A large datacenter like Schuberg has, uses millions liters of cooling water every year and lots of chemical additives to prevent scale formation in the water cooling system. In search for a better solution, Schuberg Philis has been the first organization in the Netherlands to implement a new process, with the help of Frans Durieux from the Aqua Innovation Network and David Sherzer from UET. As a result, the discharge water has been reduced by more than 90% and the addition of external chemicals has completely stopped.
A few years ago we successfully reduced 86% of electrical energy using our new cooling installation in the data center. The new cooling installation is a combination of cooling towers and aquifer thermal energy storage (WKO). Together with a new distribution system, optimized in-room cooling units and, most importantly together with a great team, we were able to achieve this result.
After all these years it’s working great, but there was one thing ….the water consumption
It started with one of the colleagues of Schuberg Philis who was walking outside of the data center and heard a lot of water draining into the sewer. When hearing this he asked himself: why are we using such an amount of water for a cooling process and after that it’s going to be wasted? It shouldn’t be this way.
More than 90% reduction of discharge water and chemical free in the Schuberg Philis data center
Since then, we have been searching for a better technique to improve our water consumption. We came across Frans Durieux from the Aqua Innovation Network, who is a water treatment expert, and as such, he was familiar with David Sherzer from Universal Environmental Technology (UET), who many years ago discovered and developed a water conservation technology, which is used all over the world, but not before in the Netherlands.
Water treatment in cooling towers
The main issues with water in cooling towers are scaling, corrosion and biological growth. The chemical solutions are anti scalants, anti-Oxidants and Biocides. The anti scalants bind ‘the hard minerals’ in the water, which avoids scaling to a degree but makes the water aggressive. Anti-oxidants solve this (self-inflicted) problem and should avoid the water to attack steel and copper piping. Biocides are dosed to control the biological growth. There are several negative aspects to doing this:
- Avoiding scale with anti scalants is limited in its effectiveness, causing a need for a high blow-down of (chemically burdened) waste water.
- Once deposits are formed they will not be removed by dosing of anti scalants.
- Biocides take time to become effective, by which time they might be discharged already
- The water quality will vary in time, but the dosing remains constant so the dosing is never spot on.
The chemical treatment goal is to avoid the natural way of water, which is to scale when concentrations build up. This is a dangerous fight, with deposits on one side and corrosion of the heat exchanger on the other side of the narrow path that needs to be taken. The biological fight is a different one but with even larger and potentially lethal consequences. This fight takes a regular check on effectiveness which too often prove to be insufficient due to wrong set points, empty buffers and failing pumps. These fights can be won, but still take a limited water effectiveness, causing one third to half of the feed water to be discharged.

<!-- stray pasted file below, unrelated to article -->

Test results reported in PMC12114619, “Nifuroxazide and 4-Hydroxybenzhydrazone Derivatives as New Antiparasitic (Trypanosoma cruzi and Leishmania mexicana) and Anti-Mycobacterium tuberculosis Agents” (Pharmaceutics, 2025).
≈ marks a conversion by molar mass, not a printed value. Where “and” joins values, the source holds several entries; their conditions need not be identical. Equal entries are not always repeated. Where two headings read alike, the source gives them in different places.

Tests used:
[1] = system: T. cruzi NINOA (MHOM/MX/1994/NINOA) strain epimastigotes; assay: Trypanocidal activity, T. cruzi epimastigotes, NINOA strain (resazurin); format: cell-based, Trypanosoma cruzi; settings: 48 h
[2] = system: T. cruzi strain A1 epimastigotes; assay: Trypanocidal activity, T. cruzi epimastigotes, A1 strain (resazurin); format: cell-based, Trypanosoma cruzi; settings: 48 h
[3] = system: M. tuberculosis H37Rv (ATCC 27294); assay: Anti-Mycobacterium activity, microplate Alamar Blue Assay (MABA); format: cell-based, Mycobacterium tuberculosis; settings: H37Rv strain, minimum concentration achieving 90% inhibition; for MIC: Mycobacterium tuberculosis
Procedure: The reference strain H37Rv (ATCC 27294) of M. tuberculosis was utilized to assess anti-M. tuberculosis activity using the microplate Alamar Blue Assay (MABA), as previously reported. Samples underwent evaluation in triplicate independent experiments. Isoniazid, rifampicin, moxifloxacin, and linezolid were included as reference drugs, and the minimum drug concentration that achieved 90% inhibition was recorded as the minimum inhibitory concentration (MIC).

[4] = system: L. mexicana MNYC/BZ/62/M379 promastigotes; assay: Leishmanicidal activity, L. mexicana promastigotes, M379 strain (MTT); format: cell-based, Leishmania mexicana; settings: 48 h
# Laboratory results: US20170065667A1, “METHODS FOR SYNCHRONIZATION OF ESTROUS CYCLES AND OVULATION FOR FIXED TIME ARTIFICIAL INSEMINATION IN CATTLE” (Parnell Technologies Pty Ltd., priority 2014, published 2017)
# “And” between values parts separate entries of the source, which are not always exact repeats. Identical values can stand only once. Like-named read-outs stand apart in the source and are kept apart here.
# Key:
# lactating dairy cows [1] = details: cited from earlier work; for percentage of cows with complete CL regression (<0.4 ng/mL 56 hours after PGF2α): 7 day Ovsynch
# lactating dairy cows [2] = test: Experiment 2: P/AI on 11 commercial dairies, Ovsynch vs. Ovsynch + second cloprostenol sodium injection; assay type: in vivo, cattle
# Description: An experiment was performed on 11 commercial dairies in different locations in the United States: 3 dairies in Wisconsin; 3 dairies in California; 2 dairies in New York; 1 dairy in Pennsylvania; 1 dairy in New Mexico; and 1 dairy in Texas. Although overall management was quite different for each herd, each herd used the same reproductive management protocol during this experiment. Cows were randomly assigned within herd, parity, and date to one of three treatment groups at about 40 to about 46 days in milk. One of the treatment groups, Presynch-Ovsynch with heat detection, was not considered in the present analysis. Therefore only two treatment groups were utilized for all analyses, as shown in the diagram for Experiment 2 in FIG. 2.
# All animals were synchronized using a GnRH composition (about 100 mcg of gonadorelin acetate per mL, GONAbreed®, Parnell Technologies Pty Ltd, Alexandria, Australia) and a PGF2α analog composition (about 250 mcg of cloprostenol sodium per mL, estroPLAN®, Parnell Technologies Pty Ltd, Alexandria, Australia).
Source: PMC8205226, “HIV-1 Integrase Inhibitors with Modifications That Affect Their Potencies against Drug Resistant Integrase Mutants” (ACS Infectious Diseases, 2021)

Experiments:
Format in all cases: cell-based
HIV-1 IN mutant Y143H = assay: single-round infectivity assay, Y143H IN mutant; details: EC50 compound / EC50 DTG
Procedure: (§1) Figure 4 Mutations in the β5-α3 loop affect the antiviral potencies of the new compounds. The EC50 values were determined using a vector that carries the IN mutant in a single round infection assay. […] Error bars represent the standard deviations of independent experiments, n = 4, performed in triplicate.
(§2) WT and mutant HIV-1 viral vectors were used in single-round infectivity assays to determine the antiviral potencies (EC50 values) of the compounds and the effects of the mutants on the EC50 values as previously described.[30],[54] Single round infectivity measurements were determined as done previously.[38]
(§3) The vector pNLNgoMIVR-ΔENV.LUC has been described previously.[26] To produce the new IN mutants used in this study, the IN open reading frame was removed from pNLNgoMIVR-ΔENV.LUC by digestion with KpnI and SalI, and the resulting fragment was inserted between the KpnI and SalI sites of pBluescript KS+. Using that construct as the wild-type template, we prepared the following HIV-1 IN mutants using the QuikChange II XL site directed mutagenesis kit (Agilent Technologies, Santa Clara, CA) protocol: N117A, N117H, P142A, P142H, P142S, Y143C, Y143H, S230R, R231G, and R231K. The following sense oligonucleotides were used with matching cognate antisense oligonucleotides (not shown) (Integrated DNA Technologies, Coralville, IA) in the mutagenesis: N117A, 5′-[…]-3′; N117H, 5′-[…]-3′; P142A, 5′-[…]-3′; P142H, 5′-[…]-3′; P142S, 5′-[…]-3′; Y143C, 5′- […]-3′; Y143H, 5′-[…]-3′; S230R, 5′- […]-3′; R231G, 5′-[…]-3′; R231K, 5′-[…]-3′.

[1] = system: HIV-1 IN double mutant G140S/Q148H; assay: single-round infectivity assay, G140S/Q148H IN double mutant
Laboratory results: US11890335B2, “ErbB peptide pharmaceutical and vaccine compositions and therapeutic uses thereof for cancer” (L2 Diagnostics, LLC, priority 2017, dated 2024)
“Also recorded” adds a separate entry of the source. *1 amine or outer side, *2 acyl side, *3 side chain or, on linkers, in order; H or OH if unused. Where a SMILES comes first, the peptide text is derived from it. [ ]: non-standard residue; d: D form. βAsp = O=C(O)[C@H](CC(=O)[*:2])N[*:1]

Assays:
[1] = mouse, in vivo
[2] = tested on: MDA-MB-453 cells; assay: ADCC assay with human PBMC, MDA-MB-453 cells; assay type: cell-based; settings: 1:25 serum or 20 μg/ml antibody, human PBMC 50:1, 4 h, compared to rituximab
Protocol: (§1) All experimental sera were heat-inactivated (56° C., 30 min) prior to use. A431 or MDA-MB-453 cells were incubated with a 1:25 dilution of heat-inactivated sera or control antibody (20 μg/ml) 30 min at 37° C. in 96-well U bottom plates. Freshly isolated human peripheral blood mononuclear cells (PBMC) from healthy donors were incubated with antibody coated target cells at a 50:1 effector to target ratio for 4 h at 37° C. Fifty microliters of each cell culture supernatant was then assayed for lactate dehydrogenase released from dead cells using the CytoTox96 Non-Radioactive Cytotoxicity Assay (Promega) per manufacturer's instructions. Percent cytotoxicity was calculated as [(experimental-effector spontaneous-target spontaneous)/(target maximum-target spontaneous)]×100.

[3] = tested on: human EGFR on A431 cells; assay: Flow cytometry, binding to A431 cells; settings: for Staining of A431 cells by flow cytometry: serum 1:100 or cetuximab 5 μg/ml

David Sherzer worked in a large industrial complex (bromine compounds industry), and got frustrated by the philosophy of adding chemicals to water in order to avoid water’s tendency to form scale. Why work against nature when there might be ways to achieve the same goal in a different way: not to fight water’s tendency to produce scale, but to encourage the water to do it in a desired place instead of an undesired one. After some tests, he started Universal Environmental Technology (UET), in order to bring this vision to the market within a new technology.
The core of this patented technology is a chemically engineered reactor driven by a controlled partial electrolysis, taking place in an electrically charged tubular reactor. The outside of this reactor is negatively charged, causing, among other reactions, a higher concentration of hard minerals (Calcium, Manganese, Silica, etc.) and a high pH. This leads to scaling within the reactor. A positively charged anode is placed in the middle, where chlorine is produced from the naturally occurring chlorides in the water. This reactor is placed in a side stream of the cross flow of the cooling tower (typically about 10-25% of the flow), resulting in disinfection of the whole system, depressing corrosion processes and avoiding scaling in undesired places. This technology brought to the world the opportunity to clean water systems from historical deposits, without adding any acid and without an acceleration of corrosion processes, all without stopping the cooling system. Oxidation issues are avoided by controlling the amount of hard minerals in the water in such a way that they are just below saturation point. This keeps the water from being aggressive, hence no oxidation of metals as Zinc, Copper or Ferric will take place.